Here, as in Floyd, we conclude that Lebron's counsel did not perform deficiently. His lawyer testified that he has tried over seventy murder cases and conduced approximately twenty-five penalty phase trials. He began his mitigation investigation in this case during the late 1990s, and with each penalty phase he continued to reconsider the evidence and refine his strategy. He reviewed family, school, and mental health records. He personally interviewed Lebron's mother and several individuals from the Pleasantville Cottage School to gain perspective on Lebron's life and childhood. He retained Dr. Dee, a well-known and well-respected mental health expert, to evaluate Lebron. When Dr. Dee did not provide favorable mitigation information, counsel retained a second expert, Dr. McClane, to offer testimony about Lebron through his medical records so that Lebron would not be subjected to a compelled mental health evaluation.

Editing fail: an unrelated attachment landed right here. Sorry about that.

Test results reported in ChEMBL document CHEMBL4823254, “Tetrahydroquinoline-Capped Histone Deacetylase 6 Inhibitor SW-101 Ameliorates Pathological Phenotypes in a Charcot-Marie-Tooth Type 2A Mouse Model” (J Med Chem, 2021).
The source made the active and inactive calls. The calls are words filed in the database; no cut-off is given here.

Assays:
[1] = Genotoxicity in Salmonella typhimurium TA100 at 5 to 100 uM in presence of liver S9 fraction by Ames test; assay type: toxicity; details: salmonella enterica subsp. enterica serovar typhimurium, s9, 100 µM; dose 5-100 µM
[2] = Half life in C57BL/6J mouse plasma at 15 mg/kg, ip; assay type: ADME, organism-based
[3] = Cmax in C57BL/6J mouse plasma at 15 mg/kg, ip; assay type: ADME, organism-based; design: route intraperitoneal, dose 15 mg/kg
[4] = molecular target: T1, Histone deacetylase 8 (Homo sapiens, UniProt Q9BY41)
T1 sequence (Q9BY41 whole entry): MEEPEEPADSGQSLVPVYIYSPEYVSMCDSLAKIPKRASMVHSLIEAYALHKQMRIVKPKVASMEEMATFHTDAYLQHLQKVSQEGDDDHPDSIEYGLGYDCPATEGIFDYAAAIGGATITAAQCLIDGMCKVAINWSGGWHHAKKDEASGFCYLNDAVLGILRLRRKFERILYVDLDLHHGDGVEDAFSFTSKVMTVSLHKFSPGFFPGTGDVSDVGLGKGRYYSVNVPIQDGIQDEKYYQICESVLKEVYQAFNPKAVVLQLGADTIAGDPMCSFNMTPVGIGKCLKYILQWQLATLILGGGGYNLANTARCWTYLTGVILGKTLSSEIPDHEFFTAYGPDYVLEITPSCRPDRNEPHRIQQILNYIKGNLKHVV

Further, when Dr. Dee advised counsel that Lebron suffered from the most aggravated antisocial personality disorder he (Dr. Dee) had ever seen, counsel strategically decided not to present mental health mitigation for fear that the introduction of mental health mitigation would subject Lebron to a compulsory mental health evaluation by a State expert and would open the door to unfavorable testimony regarding the extent of Lebron's antisocial personality disorder. Counsel decided the best strategy was to mitigate the evidence offered, without presenting witnesses who he believed to be non-credible. See Lebron III, 982 So.2d at 657. Counsel presented Lebron's mother, who testified about Lebron's family history and described his troubled childhood. These decisions were both reasonable and tactical and were reached after counsel evaluated the available evidence. Counsel ultimately decided—after having the unique opportunity to reconsider his penalty phase strategy three times—that Lebron's best chance of receiving a life sentence was if mental health mitigation was not presented to the jury. See Rutherford, 727 So.2d at 223 (“Strategic decisions do not constitute ineffective assistance if alternative courses of action have been considered and rejected.” (quoting State v. Bolender, 503 So.2d 1247, 1250 (Fla.1987))). Simply because Lebron has now secured favorable mental health testimony does not render counsel's initial decision not to present mental health mitigation unreasonable. Floyd, 18 So.3d at 454 (“Trial counsel's investigation into mental-health mitigation ‘is not rendered incompetent merely because the defendant has now secured the testimony of a more favorable mental health expert.’ “ (quoting Asay v. State, 769 So.2d 974, 986 (Fla.2000))). Accordingly, we conclude counsel conducted a reasonable mitigation investigation into Lebron's background, mental health, and adverse development, and that counsel's decision not to present this mitigation was reasonable, strategic, and did not constitute deficient performance.